A group of French youth joined us while we tasted wines.  

Finally, we stopped by a pottery store.  I have my share of Polish pottery, which we bought when we lived in Germany back in 2007-09, as well as stuff we've found at AAFES.  Alsace also has nice pottery.  We stopped in one store that had many pieces crafted in Soufflenheim, a well-known pottery town just over the French border with Germany.

I bought a few pieces... as many as I could get away with before Bill objected.  Unfortunately, we don't have a lot of space in our current house for cookware.  Otherwise, I think I might have picked up one of those casserole dishes.  

We were pretty full from lunch, so we spent Saturday evening watching TV.  Bill took the dogs out for an early evening stroll and I guess the dogs started baying again, because a guy staying in a building next to ours stuck his head out of his window and started berating Bill in French.  Bill is a very mild mannered and non confrontational person.  It's probably a lucky thing that I wasn't walking the dogs because I probably would have started yelling back at him in English, and I would have included some choice universal swear words that wouldn't have needed any translation.

I get that it's annoying when dogs bark, but ours don't bark constantly.  In fact, they usually only make noise for a minute or so.  Moreover, we weren't the only ones with dogs in the area.  We heard lots of barking from other canines.  If that guy actually lives in that place, he probably hears a lot of barking all the time, which might account for his unpleasant disposition.  Yannick, the guy who owns the apartments where we stay, is very dog friendly and he told us that there have been times when all four of his apartments in the wine house (he has seven total, but the others are in a different building) have had dogs in attendance.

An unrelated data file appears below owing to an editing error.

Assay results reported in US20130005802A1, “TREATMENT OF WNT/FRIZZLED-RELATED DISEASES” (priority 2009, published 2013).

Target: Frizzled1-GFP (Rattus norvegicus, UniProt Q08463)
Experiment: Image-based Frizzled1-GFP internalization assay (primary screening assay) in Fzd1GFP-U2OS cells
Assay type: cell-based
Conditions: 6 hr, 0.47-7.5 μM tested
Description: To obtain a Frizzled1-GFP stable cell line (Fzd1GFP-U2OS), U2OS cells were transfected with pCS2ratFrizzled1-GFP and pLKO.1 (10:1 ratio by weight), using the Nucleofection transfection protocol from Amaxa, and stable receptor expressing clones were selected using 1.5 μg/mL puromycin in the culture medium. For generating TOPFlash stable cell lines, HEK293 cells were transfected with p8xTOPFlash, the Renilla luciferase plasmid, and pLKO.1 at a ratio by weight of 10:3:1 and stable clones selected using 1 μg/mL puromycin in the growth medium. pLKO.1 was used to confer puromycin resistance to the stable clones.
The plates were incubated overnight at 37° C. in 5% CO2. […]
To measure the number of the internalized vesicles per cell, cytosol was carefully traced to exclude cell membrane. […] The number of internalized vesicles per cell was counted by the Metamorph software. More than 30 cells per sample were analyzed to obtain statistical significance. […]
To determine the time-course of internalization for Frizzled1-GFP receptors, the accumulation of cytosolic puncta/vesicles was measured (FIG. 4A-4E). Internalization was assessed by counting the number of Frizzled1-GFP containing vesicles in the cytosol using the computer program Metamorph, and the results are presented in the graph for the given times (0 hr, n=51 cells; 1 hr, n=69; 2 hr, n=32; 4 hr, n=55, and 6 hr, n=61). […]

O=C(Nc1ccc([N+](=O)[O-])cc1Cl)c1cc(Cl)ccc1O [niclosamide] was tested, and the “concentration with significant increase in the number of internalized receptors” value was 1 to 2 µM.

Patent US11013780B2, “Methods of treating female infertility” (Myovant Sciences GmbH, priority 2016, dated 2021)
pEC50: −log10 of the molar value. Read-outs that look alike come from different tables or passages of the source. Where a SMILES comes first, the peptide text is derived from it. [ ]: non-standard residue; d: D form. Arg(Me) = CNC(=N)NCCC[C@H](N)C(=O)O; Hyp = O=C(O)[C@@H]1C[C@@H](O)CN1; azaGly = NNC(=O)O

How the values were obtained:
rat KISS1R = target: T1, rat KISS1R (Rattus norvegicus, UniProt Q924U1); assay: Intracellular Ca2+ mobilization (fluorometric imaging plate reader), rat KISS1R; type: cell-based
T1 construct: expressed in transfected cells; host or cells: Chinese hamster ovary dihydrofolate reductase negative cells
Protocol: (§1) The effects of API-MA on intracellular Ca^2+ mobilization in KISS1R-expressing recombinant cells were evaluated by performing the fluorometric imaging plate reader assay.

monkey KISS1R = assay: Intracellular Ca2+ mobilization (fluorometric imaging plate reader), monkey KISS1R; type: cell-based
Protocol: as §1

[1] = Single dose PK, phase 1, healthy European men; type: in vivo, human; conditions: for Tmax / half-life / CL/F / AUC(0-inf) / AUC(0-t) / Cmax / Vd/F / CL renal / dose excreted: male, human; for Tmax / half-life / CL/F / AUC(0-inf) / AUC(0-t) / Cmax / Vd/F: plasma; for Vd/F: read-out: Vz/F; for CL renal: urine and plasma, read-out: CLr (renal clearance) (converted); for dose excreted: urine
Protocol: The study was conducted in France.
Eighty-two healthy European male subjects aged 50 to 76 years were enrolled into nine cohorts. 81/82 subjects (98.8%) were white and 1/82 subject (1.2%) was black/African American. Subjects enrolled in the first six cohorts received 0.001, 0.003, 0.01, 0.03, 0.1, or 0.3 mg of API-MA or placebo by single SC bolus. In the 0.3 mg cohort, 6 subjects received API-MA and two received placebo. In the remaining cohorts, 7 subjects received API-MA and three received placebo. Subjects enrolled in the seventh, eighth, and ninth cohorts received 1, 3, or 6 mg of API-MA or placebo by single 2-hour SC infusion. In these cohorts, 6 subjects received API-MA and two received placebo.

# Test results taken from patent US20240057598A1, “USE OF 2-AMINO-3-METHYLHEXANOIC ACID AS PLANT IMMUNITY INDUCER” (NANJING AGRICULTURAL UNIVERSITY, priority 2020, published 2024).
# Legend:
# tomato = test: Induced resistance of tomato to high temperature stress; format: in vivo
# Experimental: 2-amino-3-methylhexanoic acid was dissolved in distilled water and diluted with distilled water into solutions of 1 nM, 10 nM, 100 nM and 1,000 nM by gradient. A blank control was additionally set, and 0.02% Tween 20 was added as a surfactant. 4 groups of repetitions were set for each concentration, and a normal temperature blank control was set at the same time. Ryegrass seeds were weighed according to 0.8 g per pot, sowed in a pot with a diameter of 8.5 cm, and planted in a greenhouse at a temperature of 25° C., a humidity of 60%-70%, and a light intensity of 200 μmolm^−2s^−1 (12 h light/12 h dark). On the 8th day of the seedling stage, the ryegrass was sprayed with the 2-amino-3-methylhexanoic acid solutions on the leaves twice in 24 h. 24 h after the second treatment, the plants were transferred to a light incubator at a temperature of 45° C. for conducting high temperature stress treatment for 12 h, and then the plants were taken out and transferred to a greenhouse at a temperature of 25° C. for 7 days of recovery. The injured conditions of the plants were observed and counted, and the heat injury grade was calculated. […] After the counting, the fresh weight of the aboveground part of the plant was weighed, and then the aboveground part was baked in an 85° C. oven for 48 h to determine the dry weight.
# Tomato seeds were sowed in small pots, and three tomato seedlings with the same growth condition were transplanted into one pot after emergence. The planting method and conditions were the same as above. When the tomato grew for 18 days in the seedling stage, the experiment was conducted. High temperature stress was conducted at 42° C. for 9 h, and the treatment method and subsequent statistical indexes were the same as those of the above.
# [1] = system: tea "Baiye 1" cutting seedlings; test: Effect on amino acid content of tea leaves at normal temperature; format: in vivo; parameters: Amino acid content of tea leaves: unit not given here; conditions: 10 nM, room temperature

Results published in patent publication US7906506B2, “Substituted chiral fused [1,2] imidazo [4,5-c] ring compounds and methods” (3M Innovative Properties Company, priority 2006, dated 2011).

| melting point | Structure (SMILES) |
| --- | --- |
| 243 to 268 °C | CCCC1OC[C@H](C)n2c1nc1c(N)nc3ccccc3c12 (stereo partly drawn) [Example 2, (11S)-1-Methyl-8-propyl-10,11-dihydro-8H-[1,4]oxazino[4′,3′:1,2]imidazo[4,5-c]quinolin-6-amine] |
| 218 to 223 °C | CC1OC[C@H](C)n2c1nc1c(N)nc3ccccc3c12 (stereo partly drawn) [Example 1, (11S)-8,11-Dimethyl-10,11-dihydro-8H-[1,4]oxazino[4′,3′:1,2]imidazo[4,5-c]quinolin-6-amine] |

Anyway, yelling at people whose dogs occasionally bark is really not productive.  We do the best we can not to let our dogs disturb others, but sometimes shit happens.  They're animals, and sometimes they are unpredictable.  Fortunately, we didn't have to take the boys out in the middle of the night on our last night in town.  However, during yesterday's morning stroll, someone driving a Porsche SUV that had been parked in the same lot where our car was, went screaming past Bill.  And my sweet, easygoing husband screamed, "You fucking ASSHOLE!" at the guy, who was either the one who yelled at him or someone trying very hard to convince everyone else how big his penis is, and failing miserably.

Too bad we had to end our trip on that note...  We did bring home some nice stuff, though, and hope that during our next visit, we will see and do more.  Really, though, Ribeauvillé feels like another home by now.  It's great to go there on a long weekend and just have some different food and a change of scenery.  Not only is a beautiful area with a different vibe, but it's so easy to get there and doesn't take all day to reach.  We are able to make it in under three hours and a round trip uses about half a tank of gas.

Yannick, once again, reminded me to text or email next time we visit so he can be spared paying a commission to and we'll get a special rate.  I don't know when we'll go back to Alsace, but I do know it makes for a convenient first stop into France.  It could be sooner rather than later.

We drove home yesterday in the driving rain and I couldn't help but notice that the rivers that flow through the Black Forest were very high and even flooding in some areas.  I got a few shots during our drive.

Look carefully and you can see the brown water.  If we were living in that area, I might be a little scared.

Anyway... I wish we could have done more exciting things on this trip, but it was great to get away for a few days.  Next trip with the dogs, we'll be sure to stay in a more rural locale.  Luckily, there are plenty of places like that in Europe.